Scottish Ensemble

Perth Concert Hall

Keith Bruce

four stars

THE more experimental cross-genre programmes in the current season by the Scottish Ensemble undoubtedly attract audiences wider that those who customarily attend concerts of chamber music, but the group’s current concerts could hardly be more conventional and prove, in Perth certainly, that the combination of popular repertoire and respected musicians will be rewarded by a good house.

This string quartet may not be a permanent group, but the its members are among the finest musicians playing in Scotland – cellist Alison Lawrance, Jane Atkins on viola, and violinists Cheryl Crockett and Scottish Ensemble artistic director Jonathan Morton – and well-known to each other, and there was also fluent communication with guest clarinettist Matthew Hunt for a programme of two Quintets, the sole works for that line-up of instruments by Brahms and Mozart.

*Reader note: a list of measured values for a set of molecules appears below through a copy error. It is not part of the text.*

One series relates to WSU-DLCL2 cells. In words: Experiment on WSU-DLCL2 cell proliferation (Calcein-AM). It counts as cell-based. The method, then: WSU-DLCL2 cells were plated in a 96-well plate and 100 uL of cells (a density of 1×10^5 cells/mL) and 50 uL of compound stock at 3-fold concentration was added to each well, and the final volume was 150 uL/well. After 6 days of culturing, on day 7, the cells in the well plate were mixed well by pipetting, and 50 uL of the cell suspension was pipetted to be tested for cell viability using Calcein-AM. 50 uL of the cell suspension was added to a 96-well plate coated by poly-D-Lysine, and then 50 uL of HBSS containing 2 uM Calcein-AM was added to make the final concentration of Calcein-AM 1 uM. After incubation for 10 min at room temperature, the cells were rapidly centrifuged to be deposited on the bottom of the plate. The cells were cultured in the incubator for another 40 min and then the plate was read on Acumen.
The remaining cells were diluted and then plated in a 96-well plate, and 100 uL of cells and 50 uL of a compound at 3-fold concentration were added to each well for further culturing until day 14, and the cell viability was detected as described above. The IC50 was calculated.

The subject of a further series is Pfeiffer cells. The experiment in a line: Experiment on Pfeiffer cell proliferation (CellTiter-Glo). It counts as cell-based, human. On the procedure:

Both are well-loved and packed with seductive melodies. In the case of the Brahms, the Clarinet Quintet in B Minor is not only one of the key works of his later years, but also pivotal to the popular impression of the composer as an elderly, sad and grumpy tunesmith whose influence on composition – for the screen as much as the concert platform – continued for generations after his death.

This performance encouraged hearing with new ears, particularly to the dialogue between the clarinet and the similarly-registered viola. The ensemble balance in the second and third movements was quite special, with Morton choosing to sit back in the mix until the first violin’s moment in the spotlight in finale.

If Hunt was superb in the Brahms, he was absolutely outstanding in the Mozart, after choosing to single out for attention the younger ears in the audience in his introduction (and then giving them the nod when the movement he had drawn attention to was coming up).

As he also remarked, it is a rather jollier work, and not just by virtue of being in a “happier” key (A Major). His phrasing during the Adagio second movement and of the dance figure in the third was as beautiful as I have heard, and the languid lines exchanged by Atkins and Morton in the fourth were as original a delight.